The Brilliance of Three Billboards Arrives in Moose Jaw
The relationship between the public and the police is one of the major things under scrutiny in Three Billboards Outside Ebbing, Missouri, a film which is ruthlessly brutal and affecting. It’s directed by Martin McDonagh, whose previous films, the fantastic In Bruges, and the pretty good Seven Psychopaths, are known for combining serious and grim subject matter with black comedy. And while there is a darkly comic edge to this film, it’s by far his most serious project, and his most excellent.
Mildred Hayes (Frances McDormand), in an effort to raise awareness and reopen the rape-murder case of her daughter, pays for three billboards outside the town of Ebbing, Missouri to explicitly shame the law enforcement for not solving it. This is met with backlash, considering the billboards specifically attack Chief Bill Willoughby (Woody Harrelson), who in addition to being a well-liked figure in the community, is suffering from terminal cancer. The film focuses on Mildred becoming a pariah because of this, and the impact it has on the town, the police force, and herself.
Mildred Hayes is Frances McDormand’s single greatest character since Fargo. She’s determined, resilient, and fearless, as she speaks her mind authoritatively and defends herself ferociously. But at the same time she’s a grieving and frustrated mother, remorseful over her antagonistic relationship with her daughter when she was alive. McDormand is of course terrific at imparting Mildred’s wit, but also conveys an extremely hurt person, who’s been through a lot of turmoils, even before the murder. She’s a rich and compelling protagonist who you sympathize with, but she’s complex in her actions, often going to extreme measures that can’t be justified, making her all the more human and interesting. And no one could have played this part like McDormand. Woody Harrelson is great too. It would have been easy to make his character a corrupt or uncaring cop, in perfect synch with the implication Mildred perpetuates with her billboards. But he’s actually a genuinely caring guy, unfairly targeted, and with a great sense of humour. McDonagh reunites with another Seven Psychopaths star, as Sam Rockwell plays Willoughby’s subordinate Officer Dixon; and Rockwell proves here why he’s one of the most underrated character actors in Hollywood today. Though Dixon initially appears to be a comic relief idiot cop with a possibly racist past and capable of being a real scumbag, his arc is taken in some unpredictable directions, and Rockwell turns out one of his all-time greatest performances. The supporting cast is full of talent too, as Lucas Hedges from Manchester by the Sea delivers exceptionally as Mildred’s son, who’s also offended by the billboards; and John Hawkes is quite a presence as her ex-husband. There are also good turns from Abbie Cornish, Caleb Landry Jones, Clarke Peters, and a surprising Peter Dinklage.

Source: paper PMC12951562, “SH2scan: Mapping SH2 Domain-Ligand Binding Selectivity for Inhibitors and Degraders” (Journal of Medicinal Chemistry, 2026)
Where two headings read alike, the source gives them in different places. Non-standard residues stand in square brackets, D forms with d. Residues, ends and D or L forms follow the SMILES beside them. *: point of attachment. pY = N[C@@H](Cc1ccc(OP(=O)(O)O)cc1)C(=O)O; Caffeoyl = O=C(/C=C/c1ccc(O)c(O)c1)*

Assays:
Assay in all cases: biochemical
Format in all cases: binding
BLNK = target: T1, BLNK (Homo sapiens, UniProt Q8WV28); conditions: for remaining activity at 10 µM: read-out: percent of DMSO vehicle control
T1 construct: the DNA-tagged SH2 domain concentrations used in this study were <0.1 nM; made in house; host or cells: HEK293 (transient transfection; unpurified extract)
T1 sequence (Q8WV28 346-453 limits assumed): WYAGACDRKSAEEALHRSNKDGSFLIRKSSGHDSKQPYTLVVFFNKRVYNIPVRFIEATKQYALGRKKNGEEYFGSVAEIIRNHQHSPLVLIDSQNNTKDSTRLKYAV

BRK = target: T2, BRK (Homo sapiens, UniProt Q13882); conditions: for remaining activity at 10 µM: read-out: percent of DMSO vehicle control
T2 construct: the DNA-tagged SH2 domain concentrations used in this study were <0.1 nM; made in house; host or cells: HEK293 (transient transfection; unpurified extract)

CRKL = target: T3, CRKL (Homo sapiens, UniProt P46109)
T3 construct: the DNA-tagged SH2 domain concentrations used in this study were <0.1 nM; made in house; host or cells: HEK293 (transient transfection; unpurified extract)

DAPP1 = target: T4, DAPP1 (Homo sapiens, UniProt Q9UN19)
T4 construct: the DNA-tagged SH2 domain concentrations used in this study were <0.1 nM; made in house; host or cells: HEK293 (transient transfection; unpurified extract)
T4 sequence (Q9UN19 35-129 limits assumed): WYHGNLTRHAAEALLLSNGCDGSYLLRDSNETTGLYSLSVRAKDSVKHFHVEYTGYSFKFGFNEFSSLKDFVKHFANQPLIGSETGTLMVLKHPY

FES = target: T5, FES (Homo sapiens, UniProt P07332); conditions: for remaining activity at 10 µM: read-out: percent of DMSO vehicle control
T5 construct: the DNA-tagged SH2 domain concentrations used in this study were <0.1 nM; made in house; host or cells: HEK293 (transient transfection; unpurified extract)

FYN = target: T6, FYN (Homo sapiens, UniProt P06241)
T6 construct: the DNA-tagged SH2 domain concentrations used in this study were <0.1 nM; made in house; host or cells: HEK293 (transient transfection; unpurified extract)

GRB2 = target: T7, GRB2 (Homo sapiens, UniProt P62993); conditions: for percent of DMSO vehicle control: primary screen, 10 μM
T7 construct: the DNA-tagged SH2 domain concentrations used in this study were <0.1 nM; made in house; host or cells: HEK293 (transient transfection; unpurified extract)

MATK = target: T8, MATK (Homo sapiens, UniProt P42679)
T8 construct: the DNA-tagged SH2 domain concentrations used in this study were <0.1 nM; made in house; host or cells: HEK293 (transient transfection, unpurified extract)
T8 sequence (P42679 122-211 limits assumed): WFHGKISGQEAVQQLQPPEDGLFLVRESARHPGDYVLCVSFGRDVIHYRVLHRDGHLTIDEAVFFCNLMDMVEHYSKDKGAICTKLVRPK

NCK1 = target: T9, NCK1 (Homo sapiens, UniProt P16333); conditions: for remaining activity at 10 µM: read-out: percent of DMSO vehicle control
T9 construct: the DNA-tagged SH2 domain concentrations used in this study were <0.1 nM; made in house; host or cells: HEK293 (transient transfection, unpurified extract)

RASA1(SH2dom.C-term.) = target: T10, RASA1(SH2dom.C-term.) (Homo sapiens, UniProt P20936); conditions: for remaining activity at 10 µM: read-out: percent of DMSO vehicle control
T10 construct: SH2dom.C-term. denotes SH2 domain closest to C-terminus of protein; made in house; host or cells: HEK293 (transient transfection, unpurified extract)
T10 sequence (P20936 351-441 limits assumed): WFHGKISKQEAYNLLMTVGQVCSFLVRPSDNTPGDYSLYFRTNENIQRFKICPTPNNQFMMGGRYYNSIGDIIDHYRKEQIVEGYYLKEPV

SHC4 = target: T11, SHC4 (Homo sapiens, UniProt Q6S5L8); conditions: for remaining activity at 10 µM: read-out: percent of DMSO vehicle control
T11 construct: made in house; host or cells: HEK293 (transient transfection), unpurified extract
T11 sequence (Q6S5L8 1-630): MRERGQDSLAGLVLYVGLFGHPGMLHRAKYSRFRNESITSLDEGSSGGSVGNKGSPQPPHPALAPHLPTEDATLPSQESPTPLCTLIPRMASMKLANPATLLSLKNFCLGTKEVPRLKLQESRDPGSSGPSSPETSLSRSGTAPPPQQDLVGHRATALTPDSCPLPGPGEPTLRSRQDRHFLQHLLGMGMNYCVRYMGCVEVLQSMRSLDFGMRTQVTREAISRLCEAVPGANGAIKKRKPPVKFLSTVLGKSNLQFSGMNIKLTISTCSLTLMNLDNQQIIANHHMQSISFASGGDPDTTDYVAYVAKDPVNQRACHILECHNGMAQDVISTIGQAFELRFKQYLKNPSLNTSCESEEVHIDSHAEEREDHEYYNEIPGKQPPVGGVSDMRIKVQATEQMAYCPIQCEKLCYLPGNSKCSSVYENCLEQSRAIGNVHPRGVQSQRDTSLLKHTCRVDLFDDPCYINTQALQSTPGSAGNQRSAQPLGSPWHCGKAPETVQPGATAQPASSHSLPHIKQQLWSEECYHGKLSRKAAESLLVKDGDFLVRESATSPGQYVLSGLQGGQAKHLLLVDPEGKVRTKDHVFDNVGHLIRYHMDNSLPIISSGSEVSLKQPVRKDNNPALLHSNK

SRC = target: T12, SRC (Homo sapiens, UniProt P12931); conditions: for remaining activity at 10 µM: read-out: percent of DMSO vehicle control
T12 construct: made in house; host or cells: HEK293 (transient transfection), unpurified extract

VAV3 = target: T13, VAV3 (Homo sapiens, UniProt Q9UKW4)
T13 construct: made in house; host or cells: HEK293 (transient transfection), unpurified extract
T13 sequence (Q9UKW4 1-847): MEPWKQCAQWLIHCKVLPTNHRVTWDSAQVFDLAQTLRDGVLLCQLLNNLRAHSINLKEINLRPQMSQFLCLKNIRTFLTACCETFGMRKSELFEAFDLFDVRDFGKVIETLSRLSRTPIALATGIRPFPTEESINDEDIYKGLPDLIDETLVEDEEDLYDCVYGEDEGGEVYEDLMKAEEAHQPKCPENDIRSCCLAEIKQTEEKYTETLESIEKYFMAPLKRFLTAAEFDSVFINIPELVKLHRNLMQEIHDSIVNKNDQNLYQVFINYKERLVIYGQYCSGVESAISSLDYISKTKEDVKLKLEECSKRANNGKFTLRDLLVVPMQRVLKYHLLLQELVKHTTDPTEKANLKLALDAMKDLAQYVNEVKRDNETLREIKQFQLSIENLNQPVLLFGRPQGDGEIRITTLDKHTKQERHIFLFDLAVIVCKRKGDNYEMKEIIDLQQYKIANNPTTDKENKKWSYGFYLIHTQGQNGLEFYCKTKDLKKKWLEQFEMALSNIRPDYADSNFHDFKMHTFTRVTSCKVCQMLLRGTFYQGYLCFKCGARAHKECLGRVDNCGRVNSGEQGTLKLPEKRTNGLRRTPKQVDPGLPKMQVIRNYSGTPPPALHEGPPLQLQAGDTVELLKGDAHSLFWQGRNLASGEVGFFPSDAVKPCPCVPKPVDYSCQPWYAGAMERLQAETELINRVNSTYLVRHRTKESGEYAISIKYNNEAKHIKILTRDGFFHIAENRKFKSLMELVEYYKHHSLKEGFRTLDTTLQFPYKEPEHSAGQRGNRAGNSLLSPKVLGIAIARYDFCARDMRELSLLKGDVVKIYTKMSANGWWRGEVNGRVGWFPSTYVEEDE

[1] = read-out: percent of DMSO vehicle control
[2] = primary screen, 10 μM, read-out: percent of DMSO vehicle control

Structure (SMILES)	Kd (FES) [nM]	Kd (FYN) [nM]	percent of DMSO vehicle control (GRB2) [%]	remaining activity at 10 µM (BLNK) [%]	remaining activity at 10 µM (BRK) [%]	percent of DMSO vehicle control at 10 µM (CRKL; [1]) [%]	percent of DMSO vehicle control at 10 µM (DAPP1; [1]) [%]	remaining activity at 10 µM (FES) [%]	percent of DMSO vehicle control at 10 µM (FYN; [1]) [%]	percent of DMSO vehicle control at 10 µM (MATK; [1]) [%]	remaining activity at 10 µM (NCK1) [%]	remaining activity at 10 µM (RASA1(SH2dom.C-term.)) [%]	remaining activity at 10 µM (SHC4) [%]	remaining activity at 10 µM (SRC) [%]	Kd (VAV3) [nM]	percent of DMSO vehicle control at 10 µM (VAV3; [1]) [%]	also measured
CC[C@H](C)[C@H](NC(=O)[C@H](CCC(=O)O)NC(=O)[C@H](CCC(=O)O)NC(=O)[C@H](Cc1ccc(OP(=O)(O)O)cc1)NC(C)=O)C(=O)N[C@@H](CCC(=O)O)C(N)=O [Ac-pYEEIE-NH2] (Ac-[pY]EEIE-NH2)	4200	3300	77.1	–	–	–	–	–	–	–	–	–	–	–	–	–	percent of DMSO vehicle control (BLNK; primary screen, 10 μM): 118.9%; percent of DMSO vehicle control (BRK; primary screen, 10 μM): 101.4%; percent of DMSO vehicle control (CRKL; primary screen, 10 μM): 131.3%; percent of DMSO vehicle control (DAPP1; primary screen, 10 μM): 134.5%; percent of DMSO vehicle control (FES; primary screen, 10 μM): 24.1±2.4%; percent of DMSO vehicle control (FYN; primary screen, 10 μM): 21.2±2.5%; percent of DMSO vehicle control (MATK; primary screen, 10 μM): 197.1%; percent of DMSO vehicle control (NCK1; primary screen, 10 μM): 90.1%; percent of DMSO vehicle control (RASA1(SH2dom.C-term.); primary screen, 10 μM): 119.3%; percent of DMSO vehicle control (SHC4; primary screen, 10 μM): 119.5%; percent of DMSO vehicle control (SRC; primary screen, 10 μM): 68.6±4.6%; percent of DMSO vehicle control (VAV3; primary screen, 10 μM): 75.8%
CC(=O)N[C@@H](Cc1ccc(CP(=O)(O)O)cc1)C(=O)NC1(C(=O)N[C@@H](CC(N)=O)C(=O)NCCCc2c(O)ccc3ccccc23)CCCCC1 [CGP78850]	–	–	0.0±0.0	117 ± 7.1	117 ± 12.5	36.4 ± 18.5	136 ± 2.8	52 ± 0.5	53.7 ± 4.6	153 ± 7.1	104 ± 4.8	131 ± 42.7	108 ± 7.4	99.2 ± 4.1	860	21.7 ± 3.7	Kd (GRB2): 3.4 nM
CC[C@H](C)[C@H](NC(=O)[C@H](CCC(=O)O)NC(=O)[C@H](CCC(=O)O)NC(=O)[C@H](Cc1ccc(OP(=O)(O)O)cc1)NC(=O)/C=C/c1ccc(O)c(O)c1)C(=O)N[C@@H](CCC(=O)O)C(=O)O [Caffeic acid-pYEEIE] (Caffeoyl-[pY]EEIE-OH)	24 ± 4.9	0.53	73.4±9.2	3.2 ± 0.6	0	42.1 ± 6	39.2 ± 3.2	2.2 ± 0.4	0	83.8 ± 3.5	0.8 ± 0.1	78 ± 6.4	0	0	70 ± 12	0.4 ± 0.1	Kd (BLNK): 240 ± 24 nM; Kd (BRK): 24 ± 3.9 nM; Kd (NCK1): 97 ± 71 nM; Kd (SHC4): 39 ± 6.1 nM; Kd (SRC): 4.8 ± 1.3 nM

The subject matter of this movie is certainly difficult, but it’s well-handled. Because as with most of his scripts, McDonagh injects a great degree of personality into his writing. The comic moments don’t detract from the heavily serious scenes or the honest tone; instead they flow rather seamlessly. The dialogue is very clever, extremely enticing, and true to each character. And McDonagh has such an understanding of his characters that he’s willing to go to some very tough places, like in one monologue Mildred delivers to a priest for example, that’s terrifically composed yet utterly venomous. It gets across a very blunt point, and the whole story is really quite pointed. This is a veritably socially conscious film. It discusses the relationship between the police and the people directly affected by crime in a way not really explored in film before. For comic or serious effect, accountability is brought up, how the law pursues rape and sexual abuse is alluded to, and the movie asks what destructiveness can accomplish. While the people of Ebbing generally respect their law enforcement, Mildred is more cynical, is perfectly willing to call them out, and most importantly, is more frustrated. Throughout the movie, characters deal with frustration tied to grief, remorse, and the chance, if only slight, for justice. It’s in this that the movie is most intelligent and to this theme that growth is built on.
Carter Burwell’s score is great, the atmosphere is really nailed, and the way the movie ultimately ends is not what you’d expect, proving much more thoughtful, uncertain, and evocative than what’s typically anticipated. Three Billboards Outside Ebbing, Missouri is an outstanding film! It’s a movie that forces you into the shoes of someone who’s lost so much and is fed up with feeling powerless, and it whole-heartedly earns your investment. It eschews convention, has no interest in providing easy answers, but rather provokes questions and conversation. With a brilliant screenplay by a brilliant director, an original story that’s focussed and relentless, and engaging characters portrayed by a radiant cast led by an indomitable Frances McDormand at her finest, Three Billboards Outside Ebbing, Missouri is going to stick around for a long time.